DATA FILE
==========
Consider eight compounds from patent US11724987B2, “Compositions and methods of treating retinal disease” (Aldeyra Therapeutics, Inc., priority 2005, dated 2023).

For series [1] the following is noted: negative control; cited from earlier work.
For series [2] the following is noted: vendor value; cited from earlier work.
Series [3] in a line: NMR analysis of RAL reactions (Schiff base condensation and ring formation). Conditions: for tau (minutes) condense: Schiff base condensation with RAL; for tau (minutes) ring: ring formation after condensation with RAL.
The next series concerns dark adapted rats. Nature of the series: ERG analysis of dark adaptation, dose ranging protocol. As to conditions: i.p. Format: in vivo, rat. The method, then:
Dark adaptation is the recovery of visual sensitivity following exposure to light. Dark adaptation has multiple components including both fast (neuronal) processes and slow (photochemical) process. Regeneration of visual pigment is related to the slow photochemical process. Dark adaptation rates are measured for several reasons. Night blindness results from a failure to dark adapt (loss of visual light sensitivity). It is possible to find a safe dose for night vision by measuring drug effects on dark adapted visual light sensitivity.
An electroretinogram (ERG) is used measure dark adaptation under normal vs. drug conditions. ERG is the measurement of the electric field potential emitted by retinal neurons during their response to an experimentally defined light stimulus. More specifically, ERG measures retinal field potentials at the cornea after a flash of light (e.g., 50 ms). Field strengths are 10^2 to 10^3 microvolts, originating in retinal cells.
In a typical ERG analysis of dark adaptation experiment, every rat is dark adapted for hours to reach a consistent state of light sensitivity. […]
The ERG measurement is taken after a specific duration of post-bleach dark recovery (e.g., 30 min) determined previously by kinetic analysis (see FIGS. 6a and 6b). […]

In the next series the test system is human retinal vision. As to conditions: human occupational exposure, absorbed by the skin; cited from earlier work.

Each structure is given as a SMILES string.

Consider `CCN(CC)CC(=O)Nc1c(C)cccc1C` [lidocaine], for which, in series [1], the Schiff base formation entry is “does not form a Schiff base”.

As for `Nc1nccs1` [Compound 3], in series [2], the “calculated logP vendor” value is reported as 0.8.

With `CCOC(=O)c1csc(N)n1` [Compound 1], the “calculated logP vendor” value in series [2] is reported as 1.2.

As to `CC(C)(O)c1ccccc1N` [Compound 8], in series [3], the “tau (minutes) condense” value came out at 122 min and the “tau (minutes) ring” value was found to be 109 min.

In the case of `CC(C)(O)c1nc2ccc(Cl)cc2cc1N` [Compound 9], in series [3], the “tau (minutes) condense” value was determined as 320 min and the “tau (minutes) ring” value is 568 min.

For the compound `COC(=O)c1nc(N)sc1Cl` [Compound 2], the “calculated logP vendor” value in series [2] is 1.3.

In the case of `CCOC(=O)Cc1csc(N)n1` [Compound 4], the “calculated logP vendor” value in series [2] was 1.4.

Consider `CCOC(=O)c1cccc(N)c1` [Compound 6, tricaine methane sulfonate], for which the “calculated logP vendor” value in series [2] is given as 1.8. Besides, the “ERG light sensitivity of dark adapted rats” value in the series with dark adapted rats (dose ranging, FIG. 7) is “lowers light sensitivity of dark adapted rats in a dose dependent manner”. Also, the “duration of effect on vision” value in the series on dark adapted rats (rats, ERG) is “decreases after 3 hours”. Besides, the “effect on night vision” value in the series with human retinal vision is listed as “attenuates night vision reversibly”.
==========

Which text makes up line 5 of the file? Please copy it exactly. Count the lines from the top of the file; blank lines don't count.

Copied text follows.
The next series concerns dark adapted rats. Nature of the series: ERG analysis of dark adaptation, dose ranging protocol. As to conditions: i.p. Format: in vivo, rat. The method, then: